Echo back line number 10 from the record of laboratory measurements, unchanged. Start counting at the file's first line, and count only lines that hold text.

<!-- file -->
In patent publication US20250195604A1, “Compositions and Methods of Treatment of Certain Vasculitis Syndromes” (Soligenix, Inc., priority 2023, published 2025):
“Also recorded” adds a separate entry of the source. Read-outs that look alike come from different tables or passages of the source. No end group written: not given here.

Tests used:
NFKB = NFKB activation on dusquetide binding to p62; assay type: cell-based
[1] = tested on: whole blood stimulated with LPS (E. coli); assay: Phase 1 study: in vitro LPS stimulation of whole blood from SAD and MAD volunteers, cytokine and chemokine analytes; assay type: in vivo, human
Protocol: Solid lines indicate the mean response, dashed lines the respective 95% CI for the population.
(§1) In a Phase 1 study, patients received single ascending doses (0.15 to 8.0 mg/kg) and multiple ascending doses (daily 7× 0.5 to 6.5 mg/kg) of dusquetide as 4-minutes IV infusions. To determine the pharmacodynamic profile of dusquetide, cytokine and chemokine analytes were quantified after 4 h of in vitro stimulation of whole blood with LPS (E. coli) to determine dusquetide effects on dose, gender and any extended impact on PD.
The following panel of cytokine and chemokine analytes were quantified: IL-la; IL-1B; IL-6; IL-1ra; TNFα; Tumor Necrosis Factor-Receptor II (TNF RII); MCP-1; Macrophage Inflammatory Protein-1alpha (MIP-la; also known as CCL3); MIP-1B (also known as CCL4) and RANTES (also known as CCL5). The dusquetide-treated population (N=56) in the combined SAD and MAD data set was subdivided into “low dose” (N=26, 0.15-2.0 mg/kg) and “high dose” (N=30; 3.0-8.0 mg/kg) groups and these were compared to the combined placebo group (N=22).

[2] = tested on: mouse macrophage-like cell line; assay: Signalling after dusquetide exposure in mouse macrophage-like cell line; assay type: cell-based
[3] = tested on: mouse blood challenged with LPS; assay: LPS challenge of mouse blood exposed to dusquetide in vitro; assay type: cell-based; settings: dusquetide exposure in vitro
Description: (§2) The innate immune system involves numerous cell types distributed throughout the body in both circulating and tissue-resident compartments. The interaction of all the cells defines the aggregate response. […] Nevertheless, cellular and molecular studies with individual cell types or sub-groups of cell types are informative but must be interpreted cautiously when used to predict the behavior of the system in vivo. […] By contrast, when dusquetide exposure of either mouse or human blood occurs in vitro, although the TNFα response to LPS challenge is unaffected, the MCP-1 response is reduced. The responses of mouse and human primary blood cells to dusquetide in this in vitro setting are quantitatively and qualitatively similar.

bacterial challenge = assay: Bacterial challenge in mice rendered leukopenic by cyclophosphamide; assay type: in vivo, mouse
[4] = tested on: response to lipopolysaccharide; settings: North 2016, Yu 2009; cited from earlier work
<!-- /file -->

[3] = tested on: mouse blood challenged with LPS; assay: LPS challenge of mouse blood exposed to dusquetide in vitro; assay type: cell-based; settings: dusquetide exposure in vitro